There Is More to J.B. Say Than ‘Say’s Law’

In 2014, the U.S. Department of Commerce’s Bureau of Economic Analysis (BEA) started to report a new data series as part of the U.S. national income accounts. In addition to gross domestic product (GDP), the BEA now reports gross output (GO). This has gone unnoticed and unreported — an unfortunate, but not uncommon, oversight on the part of the financial press. Yes, GO represents a significant breakthrough.

A brief review of some history of economic thought reveals why GO is a big deal. The Classical School of Economics prevailed roughly from the time of Adam Smith’s The Wealth of Nations (1776) to the mid-19th century. It focused on the supply side of the economy. Production was the wellspring of prosperity.

Keynes set J.B. Say up as a straw man so that he could remove Say’s ideas from economic discourse and the public’s thinking.

The French economist J.B. Say (1767-1832) was a highly regarded member of the Classical School. To this day, he is best known for Say’s Law of Markets. Thanks to John Maynard Keynes, in the popular lexicon, this law simply states that “supply creates its own demand.” But, Keynes’ rendition of Say’s Law distorts its true meaning and leaves its main message on the cutting room floor.

Say’s message was clear: a demand failure could not cause an economic slump. This message was accepted by virtually every major economist, prior to the publication of Keynes’ The General Theory of Employment, Interest and Money in 1936. So, before The General Theory, even though most economists thought business cycles were in the cards, demand failure was not listed as one of the causes of an economic downturn.

All this was overturned by Keynes. Keynes set J.B. Say up as a straw man so that he could remove Say’s ideas from economic discourse and the public’s thinking. Keynes had to do this because his entire theory was based on the analysis of demand failure, and his prescription for putting life back into aggregate demand — namely, a fiscal stimulus (read: lower taxes and/or higher government spending).

Keynes was wildly successful. With the publication of The General Theory, the supply side of the economy almost entirely vanished. It was replaced by aggregate demand, which was faithfully reported in the national income accounts. In consequence, aggregate demand has dominated economic discourse and policy ever since. The structure of the economy — the supply side — is nowhere to be found.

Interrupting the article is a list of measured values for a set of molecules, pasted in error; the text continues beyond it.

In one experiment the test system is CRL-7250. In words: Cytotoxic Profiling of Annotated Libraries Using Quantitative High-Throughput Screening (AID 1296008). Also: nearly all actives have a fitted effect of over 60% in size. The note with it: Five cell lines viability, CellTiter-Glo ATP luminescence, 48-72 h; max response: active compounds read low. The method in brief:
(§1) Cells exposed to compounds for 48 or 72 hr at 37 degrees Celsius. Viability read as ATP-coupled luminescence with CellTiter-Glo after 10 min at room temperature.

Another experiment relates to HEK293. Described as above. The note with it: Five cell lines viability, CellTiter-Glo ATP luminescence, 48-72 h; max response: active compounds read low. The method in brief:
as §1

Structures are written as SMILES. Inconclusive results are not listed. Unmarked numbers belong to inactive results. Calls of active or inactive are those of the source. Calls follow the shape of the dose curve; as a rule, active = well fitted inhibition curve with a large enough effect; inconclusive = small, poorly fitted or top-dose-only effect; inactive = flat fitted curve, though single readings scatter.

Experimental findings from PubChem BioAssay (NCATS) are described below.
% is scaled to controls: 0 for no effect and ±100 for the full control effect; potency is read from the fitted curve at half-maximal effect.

Then came the supply-side revolution in the 1980s. It was associated with the likes of Nobelist Robert Mundell. This revolution was carried out, in large part, on the pages of The Wall Street Journal, where J.B. Say reappeared like a phoenix. The Journal’s late-editor Robert Bartley recounts the centrality of Say in his book The Seven Fat Years: And How to Do It Again (1992): “I remember Art Laffer telling me I had to learn Say’s Law. ‘That’s what I believe in’, he professed. ‘That’s what you believe in.’”

Importantly, we now have official supply-side data on the structure of the economy, namely gross output (GO). And when it comes to the public and the debate about public policies, there is nothing quite like official data. GO measures total economic activity at all stages of production. It is analogous to “topline” (read: total revenue or sales) data in business financial statements. It is reported on a quarterly basis, with 2016 Q4 being the most recent. GO data will complement, not replace, traditional GDP data, which are “bottomline” data, analogous to gross profits on business financial statements. GO data will improve our understanding of the magnitude of business activity and our understanding of the business cycle.

U.S. gross domestic product and gross output.

U.S. gross domestic product and gross output components.

What makes up the conventional measure of GDP and the new GO measure? The tables below answer that question.

These changes are big, not only conceptually, but also numerically. Indeed, in 2016 Q4 GO was 73.8% larger than GDP. Why? Because GDP only measures the value of all final goods and services in the economy. GDP ignores all the intermediate steps required to produce GDP. GO corrects for most of those omissions.

Even though the always clever Keynes temporarily buried J.B. Say, the great Say is back. With that, the relative importance of consumption and government expenditures withers away (see the accompanying bar charts).

US. gross domestic product and gross output components.

Contrary to what the standard textbooks have taught us and what that pundits repeat ad nauseam, consumption is not the big elephant in the room. The elephant is business expenditures.

Using the best proxy for aggregate demand and the supply-side GO measure, we obtain a clear picture of the current state of play in the U.S. economy. The chart below shows a continued growth recession: growth but growth below its trend rate. This shouldn’t be surprising. The growth rate of the broad money supply (Divisia M4) determines the growth rate in key nominal variables — like aggregate demand. Broad money grew at 4.95% on average for 2016. So, it’s no surprise that nominal aggregate demand was 4.46% and nominal GO was 4.006% in 2016 — both growing but below trend. That said, GO is a leading indicator, and it is surging. But, broad money growth is slowing. So, the picture remains one in which the U.S. will probably be stuck in a growth recession for the foreseeable future.

U.S. final sales to domestic purchasers vs. gross output.

Steve Hanke is a professor of applied economics at The Johns Hopkins University and a senior fellow at the Cato Institute.